Good luck to those it works for though.

Floyd

steveC
15th January 2010, 10:54 AM
As unbelievable as it may seem, some kiters (originally old windsurfers) still windsurf in higher winds.

Certainly, nothing wrong with working both sides of the game. But, a rare breed, no doubt.

I think that windsurfing maintains a core potential that survives in spite of the pressure offerd by the competition.

davide
15th January 2010, 02:25 PM
As unbelievable as it may seem, some kiters (originally old windsurfers) still windsurf in higher winds.

Certainly, nothing wrong with working both sides of the game. But, a rare breed, no doubt.

It is not very too hard to see why. A kite has a smaller range than a windsurf, both in very light wind and in extremely high winds you can do things with a windsurf that you cannot do with a kite.

kennatt
15th January 2010, 03:44 PM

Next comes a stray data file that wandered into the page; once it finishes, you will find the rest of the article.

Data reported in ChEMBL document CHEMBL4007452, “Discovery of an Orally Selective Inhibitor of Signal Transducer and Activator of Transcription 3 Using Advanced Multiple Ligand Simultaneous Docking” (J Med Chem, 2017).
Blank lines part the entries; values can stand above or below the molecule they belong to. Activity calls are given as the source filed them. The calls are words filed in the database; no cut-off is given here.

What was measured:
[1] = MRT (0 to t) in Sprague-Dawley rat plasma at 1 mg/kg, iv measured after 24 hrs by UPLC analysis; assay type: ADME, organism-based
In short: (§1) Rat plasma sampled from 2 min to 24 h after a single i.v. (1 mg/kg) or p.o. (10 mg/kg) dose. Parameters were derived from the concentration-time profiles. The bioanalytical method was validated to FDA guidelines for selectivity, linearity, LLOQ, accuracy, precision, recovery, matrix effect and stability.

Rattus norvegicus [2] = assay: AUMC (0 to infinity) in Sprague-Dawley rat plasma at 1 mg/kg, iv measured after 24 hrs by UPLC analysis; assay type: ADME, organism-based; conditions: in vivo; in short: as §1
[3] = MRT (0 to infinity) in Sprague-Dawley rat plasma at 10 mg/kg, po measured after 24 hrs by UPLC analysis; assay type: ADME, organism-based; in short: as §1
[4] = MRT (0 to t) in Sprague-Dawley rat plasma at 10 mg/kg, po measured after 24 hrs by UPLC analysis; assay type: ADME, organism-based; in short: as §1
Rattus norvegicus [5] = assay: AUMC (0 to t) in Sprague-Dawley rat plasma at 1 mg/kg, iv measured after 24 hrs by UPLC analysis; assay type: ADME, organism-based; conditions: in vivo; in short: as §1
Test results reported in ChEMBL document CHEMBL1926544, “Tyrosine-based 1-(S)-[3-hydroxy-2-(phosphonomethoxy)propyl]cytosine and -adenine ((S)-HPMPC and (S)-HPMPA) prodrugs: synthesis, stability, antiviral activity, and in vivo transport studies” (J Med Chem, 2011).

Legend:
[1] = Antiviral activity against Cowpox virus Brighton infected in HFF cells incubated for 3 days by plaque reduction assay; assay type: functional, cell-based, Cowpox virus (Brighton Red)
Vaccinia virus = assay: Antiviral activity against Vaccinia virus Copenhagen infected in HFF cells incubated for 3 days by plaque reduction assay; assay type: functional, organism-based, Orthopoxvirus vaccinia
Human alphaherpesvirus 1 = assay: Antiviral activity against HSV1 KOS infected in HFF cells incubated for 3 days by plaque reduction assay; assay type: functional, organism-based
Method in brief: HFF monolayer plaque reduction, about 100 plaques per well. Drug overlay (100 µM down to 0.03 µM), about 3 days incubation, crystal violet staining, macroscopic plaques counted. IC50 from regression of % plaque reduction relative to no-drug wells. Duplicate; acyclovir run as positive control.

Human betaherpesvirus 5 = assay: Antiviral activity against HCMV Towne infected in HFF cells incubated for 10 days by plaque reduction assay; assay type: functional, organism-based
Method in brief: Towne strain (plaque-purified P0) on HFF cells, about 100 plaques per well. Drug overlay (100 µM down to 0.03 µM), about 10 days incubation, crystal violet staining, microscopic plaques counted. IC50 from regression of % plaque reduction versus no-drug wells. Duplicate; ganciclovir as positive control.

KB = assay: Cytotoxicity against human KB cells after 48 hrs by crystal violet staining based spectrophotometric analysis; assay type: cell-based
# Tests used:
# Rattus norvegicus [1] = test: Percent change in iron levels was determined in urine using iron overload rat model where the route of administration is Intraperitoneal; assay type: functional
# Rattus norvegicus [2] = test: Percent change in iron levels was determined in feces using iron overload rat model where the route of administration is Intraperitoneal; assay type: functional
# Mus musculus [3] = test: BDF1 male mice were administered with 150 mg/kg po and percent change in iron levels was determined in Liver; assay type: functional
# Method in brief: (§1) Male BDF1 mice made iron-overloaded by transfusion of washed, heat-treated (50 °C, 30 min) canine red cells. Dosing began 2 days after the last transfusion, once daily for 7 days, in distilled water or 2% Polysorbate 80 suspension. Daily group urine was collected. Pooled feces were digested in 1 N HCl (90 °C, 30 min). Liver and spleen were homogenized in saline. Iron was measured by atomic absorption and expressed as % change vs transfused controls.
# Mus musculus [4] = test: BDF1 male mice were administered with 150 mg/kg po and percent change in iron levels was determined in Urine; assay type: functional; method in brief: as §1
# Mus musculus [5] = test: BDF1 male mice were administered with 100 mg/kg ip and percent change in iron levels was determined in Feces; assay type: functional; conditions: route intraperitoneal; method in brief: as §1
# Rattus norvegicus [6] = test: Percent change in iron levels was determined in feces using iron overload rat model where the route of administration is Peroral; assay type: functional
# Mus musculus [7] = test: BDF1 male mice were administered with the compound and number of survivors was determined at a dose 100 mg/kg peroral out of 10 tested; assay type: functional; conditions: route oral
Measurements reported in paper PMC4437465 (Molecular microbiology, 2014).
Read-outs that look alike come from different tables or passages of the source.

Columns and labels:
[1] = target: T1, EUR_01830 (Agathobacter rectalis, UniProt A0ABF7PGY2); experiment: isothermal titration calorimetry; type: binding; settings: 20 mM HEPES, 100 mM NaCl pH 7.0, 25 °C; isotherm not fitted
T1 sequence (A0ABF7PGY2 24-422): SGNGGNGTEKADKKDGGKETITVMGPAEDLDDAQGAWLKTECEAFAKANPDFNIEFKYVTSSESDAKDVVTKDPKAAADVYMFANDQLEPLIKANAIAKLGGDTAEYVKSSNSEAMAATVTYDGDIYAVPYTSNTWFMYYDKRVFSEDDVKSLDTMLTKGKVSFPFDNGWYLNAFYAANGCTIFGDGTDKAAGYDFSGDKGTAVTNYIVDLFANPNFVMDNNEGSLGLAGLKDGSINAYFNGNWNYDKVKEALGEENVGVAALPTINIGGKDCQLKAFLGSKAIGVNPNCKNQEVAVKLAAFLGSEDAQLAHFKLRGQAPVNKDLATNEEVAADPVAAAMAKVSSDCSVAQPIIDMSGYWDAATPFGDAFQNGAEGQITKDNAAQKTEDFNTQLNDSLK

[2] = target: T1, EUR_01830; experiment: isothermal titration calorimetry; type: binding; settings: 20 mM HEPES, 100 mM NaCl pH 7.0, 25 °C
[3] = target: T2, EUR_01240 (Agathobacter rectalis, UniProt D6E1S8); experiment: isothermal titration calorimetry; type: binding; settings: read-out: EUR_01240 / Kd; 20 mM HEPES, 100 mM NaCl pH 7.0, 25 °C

I've windsurfed for 25 years and kited for 5. I do both depending on my mood.. Just to set things straight.Kiting can be learned in a week of good conditions,windsurfing well, still learning realy. kiting in light to moderate winds alows self launch and recovery no need for a buddy,The two can't be compared its like the 100 meter sprint and the pole vault,both athletics but different disiplines, the drive from a kite is different from a windsurfing rig .One massive advantage of kiting is that you only need water a foot deep,so when you get small waves inshore with the wind cross shore you can ride the waves straight downwind close to the shore. to me that is the only benefit. From there on windurfing is by far the more versatile. Safe kiting is too dependant on wind direction,and obstacle free areas. I can kite for an hour or two without ever touching dry land. I'd be dead on my knees if I stayed out that long on a windsurfer,so apart from being easier to learn kiting is less pysically demanding. As to safety well waking over the road is deadly if you close your eyes and hope. Kiting and windsurfing are relatively safe if you use good practices and think about what you are doing.The new breed of kites can be depowerd at will and simply and drop out of the sky The bulk of the kiters I know ,were would be windsurfers who just could't quite progress to a carve gybe ,I'll keep on doing both,as long as the grim reaper stays away, Fair winds 4 to 5 bf please.